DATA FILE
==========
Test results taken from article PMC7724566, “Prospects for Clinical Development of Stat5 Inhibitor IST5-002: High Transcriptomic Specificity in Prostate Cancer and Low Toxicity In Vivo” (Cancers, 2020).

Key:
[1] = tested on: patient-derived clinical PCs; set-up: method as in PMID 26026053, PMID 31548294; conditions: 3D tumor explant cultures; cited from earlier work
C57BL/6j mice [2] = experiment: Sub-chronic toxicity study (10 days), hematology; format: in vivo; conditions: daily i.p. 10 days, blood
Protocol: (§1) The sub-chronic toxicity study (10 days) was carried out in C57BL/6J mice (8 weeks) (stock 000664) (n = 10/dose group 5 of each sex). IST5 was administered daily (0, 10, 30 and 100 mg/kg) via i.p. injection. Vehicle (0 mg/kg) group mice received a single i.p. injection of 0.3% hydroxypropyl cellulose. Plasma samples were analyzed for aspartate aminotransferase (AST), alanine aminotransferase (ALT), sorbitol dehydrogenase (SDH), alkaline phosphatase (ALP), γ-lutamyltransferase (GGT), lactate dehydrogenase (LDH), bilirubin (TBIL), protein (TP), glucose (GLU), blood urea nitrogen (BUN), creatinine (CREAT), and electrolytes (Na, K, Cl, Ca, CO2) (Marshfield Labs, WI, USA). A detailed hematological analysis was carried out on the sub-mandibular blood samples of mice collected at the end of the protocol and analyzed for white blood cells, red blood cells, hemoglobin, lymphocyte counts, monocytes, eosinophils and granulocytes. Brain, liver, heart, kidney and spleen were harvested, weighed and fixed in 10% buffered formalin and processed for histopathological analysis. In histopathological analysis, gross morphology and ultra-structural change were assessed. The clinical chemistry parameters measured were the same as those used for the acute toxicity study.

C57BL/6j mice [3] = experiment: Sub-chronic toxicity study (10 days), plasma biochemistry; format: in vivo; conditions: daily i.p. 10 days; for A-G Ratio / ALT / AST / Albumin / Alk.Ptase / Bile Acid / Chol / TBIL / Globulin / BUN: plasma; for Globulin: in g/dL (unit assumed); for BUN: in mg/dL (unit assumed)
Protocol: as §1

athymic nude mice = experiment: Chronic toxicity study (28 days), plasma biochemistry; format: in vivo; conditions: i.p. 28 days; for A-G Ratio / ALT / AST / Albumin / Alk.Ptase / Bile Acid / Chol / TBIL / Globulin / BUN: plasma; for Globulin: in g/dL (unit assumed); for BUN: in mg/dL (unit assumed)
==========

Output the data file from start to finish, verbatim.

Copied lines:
Test results taken from article PMC7724566, “Prospects for Clinical Development of Stat5 Inhibitor IST5-002: High Transcriptomic Specificity in Prostate Cancer and Low Toxicity In Vivo” (Cancers, 2020).

Key:
[1] = tested on: patient-derived clinical PCs; set-up: method as in PMID 26026053, PMID 31548294; conditions: 3D tumor explant cultures; cited from earlier work
C57BL/6j mice [2] = experiment: Sub-chronic toxicity study (10 days), hematology; format: in vivo; conditions: daily i.p. 10 days, blood
Protocol: (§1) The sub-chronic toxicity study (10 days) was carried out in C57BL/6J mice (8 weeks) (stock 000664) (n = 10/dose group 5 of each sex). IST5 was administered daily (0, 10, 30 and 100 mg/kg) via i.p. injection. Vehicle (0 mg/kg) group mice received a single i.p. injection of 0.3% hydroxypropyl cellulose. Plasma samples were analyzed for aspartate aminotransferase (AST), alanine aminotransferase (ALT), sorbitol dehydrogenase (SDH), alkaline phosphatase (ALP), γ-lutamyltransferase (GGT), lactate dehydrogenase (LDH), bilirubin (TBIL), protein (TP), glucose (GLU), blood urea nitrogen (BUN), creatinine (CREAT), and electrolytes (Na, K, Cl, Ca, CO2) (Marshfield Labs, WI, USA). A detailed hematological analysis was carried out on the sub-mandibular blood samples of mice collected at the end of the protocol and analyzed for white blood cells, red blood cells, hemoglobin, lymphocyte counts, monocytes, eosinophils and granulocytes. Brain, liver, heart, kidney and spleen were harvested, weighed and fixed in 10% buffered formalin and processed for histopathological analysis. In histopathological analysis, gross morphology and ultra-structural change were assessed. The clinical chemistry parameters measured were the same as those used for the acute toxicity study.

C57BL/6j mice [3] = experiment: Sub-chronic toxicity study (10 days), plasma biochemistry; format: in vivo; conditions: daily i.p. 10 days; for A-G Ratio / ALT / AST / Albumin / Alk.Ptase / Bile Acid / Chol / TBIL / Globulin / BUN: plasma; for Globulin: in g/dL (unit assumed); for BUN: in mg/dL (unit assumed)
Protocol: as §1

athymic nude mice = experiment: Chronic toxicity study (28 days), plasma biochemistry; format: in vivo; conditions: i.p. 28 days; for A-G Ratio / ALT / AST / Albumin / Alk.Ptase / Bile Acid / Chol / TBIL / Globulin / BUN: plasma; for Globulin: in g/dL (unit assumed); for BUN: in mg/dL (unit assumed)